Sunday, May 30, 2010

An Open Letter to an Open Letter

It should be noted that references to CICs labelling and the location of these in LCBO outlets is mostly out of date. It's a shame these products still have presence next to legitimate Canadian wines. However, the criticism of a respected wine critic's statement at that time rather than being denigrated should be taken as one person's point of view. What can we gain from an unprofessional diatribe? (May 2012)

In his blog Wines In Niagara, Rick VanSickle published an Open Letter to Jancis Robinson criticising her comments on 'Cellared in Canada' and the 'turmoil' in the Ontario wine industry. JR's article was published in the Financial Times (29May2010) entitled ‘From bottom to top - Canada’s wines’.

I have a difficult time letting statements, often made on my behalf by members of the wine trade, in this case a journalist catering to Ontario (mainly Niagara) wineries, food establishments, tour operators and publicists.

I am a ‘bare’ consumer, ie. one having no affiliation with the wine trade in Ontario or anywhere else. The money I spend on wines is from my pension. Trips are at my personal expense - there are no business tax claims. I’ll use Consumer with a capital C to distinguish from others that claim to be consumers although heavily influenced by their wine trade occupation. These are my comments on a number of points made in the Open Letter.

The Ontario wine industry, if not the Canadian wine industry, is in disarray if not turmoil. From my viewpoint this is largely an internal conflict caused by Corporations usurping control, inadvertently or as a consequence, over the future and fortunes of smaller businesses. Perhaps naively so I don’t believe any business purposely restrains other businesses in the Ontario Wine Industry. However, the size of the Corporations allows an infrastructure more capable to respond to market opportunities. The bulk importing of offshore juices, setting up private boutiques at high traffic retailers, presenting a Canadian identity in government outlets, pervasive presence in bureaucracies and Government associations, the ability to setup Alliances to counterbalance trade associations, etc. Corporate weight offsets the initiatives by a myriad of smaller wineries.

Yes, the normal disarray of an industry attempting to coordinate its future growth is often turned into reactive turmoil.

The Open Letter rationalizes ‘other countries do it so it must be legitimate for us to do it’. And what is ’it’? The ’it’ is to mislead Consumers into the belief that what’s in the wine bottle corresponds to what is stated on the label. If the CIC label had read ‘Imported Wines Blended and Bottled in Canada’ it would have been a clear declaration for you and I, Consumers. I have not yet noticed a change in controversial labelling… and I have not yet noticed a change in our local LCBO outlets separating CICs from VQA wines. I have not yet noticed increased advertising for VQA wines or space on Vintages shelves. The Ontario wine industry remains disadvantaged.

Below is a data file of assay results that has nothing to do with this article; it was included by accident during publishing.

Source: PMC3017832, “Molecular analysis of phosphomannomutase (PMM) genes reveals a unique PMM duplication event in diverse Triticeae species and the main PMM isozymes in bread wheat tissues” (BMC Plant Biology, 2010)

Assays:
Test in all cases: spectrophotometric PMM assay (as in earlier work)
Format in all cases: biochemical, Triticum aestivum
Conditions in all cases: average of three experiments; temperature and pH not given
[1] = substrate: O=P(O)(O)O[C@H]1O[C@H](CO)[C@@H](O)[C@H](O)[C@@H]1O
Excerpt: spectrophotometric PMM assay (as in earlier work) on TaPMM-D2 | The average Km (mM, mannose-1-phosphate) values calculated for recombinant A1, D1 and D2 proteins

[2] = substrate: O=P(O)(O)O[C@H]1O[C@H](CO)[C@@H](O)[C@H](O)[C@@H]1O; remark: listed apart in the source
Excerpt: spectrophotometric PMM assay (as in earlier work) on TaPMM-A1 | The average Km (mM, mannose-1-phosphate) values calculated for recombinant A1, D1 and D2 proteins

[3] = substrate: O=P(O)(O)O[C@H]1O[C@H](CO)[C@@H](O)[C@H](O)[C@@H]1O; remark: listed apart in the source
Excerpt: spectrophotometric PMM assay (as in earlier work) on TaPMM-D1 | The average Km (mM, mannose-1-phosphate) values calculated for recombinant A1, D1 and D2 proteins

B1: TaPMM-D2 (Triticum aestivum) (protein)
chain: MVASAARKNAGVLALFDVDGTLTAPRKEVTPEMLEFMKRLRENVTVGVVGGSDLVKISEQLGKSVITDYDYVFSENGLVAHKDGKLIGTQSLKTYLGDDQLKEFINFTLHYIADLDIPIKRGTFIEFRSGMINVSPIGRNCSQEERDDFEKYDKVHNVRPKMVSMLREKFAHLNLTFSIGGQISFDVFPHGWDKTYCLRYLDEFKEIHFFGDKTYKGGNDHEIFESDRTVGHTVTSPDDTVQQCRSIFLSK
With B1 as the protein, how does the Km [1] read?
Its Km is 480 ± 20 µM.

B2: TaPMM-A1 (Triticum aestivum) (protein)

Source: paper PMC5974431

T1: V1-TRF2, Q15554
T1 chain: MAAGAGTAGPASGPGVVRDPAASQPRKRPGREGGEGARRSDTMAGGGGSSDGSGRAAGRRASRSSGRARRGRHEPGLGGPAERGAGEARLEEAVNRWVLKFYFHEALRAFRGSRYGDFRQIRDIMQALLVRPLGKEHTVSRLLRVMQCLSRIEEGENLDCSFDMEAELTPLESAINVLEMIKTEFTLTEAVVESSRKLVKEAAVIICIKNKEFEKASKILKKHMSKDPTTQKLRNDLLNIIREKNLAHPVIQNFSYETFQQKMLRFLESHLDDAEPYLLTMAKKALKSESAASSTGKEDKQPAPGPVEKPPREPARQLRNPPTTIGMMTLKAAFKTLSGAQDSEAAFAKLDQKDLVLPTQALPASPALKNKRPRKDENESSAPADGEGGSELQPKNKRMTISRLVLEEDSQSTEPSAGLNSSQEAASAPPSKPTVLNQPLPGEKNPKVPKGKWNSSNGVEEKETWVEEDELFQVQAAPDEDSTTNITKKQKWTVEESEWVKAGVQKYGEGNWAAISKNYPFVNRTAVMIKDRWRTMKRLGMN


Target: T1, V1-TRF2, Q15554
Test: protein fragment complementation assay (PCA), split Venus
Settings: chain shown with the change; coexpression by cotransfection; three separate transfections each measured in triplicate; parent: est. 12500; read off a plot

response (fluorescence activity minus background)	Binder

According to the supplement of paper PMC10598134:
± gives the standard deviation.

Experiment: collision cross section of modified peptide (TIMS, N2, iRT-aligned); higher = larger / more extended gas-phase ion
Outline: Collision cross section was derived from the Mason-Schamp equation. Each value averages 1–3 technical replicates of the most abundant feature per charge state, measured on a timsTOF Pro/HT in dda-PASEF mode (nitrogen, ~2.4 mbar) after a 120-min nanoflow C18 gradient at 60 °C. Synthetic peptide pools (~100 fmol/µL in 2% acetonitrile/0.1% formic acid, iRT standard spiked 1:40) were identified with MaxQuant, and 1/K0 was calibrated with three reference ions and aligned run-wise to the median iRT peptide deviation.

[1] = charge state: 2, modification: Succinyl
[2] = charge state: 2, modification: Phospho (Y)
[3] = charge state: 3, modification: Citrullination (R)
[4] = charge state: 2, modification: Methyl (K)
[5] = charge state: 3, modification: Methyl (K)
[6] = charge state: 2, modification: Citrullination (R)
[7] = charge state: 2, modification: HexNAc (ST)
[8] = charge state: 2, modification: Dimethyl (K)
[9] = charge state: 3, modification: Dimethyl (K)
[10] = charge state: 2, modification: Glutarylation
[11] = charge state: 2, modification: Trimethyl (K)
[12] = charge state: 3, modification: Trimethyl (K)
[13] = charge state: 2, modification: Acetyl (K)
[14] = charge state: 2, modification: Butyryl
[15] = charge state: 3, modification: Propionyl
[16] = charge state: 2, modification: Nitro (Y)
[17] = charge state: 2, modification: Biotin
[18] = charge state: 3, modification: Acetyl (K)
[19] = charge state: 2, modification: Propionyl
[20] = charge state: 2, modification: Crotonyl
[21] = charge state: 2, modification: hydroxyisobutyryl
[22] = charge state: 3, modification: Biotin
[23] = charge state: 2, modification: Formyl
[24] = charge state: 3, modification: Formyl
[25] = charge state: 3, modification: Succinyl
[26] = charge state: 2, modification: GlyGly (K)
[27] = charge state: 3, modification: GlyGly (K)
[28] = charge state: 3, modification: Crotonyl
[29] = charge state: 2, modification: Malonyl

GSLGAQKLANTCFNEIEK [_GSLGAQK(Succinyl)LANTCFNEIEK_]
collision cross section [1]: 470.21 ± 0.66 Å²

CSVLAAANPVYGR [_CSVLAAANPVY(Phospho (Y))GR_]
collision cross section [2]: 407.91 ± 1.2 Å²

The Open Letter rationalizes that we Consumers need cheap locally produced imports to compete against cheap ’other country’ imports. Let me paraphrase here ’So, instead of letting cheap foreign wines devour the marketplace here, some (a US owned Corporation and a local Corporation) compete … by combining cheap juices from other countries with a small percentage of Ontario juices…”  I cannot explain why this perverse ‘he beats his wife so it’s OK for me to’ argument could be considered as rationale.

The statement ‘we can’t make good cheap red wine’ does nothing to lessen the disarray. Every grape grown on a vine in Ontario should be used to produce wine - some of it will be ‘good cheap red’ given a will. If anyone believes all CIC reds are both ‘good’ and ‘cheap’ they’re not tasting the same ones I have. The alternative, to import juices then use the same facilities to produce ‘cheap red wine’ here, is a contradiction. Are Ontario grape growers growing the wrong grapes? are they not cultivating vines correctly? or are they purposely letting their grapes be ploughed under? If so, there is a resolution. If the large Corporation put its facilities to use every last Ontario grape could they not make cheap and often ’good cheap red [and white, as much of CIC is] wine’… perhaps even legitimately labelling it VQA Ontario?

Three points of view: an international wine critic, a local wine writer and a solitary Consumer. Your POV is welcome. All will help us truly 'move on'.

Cheers, Ww 

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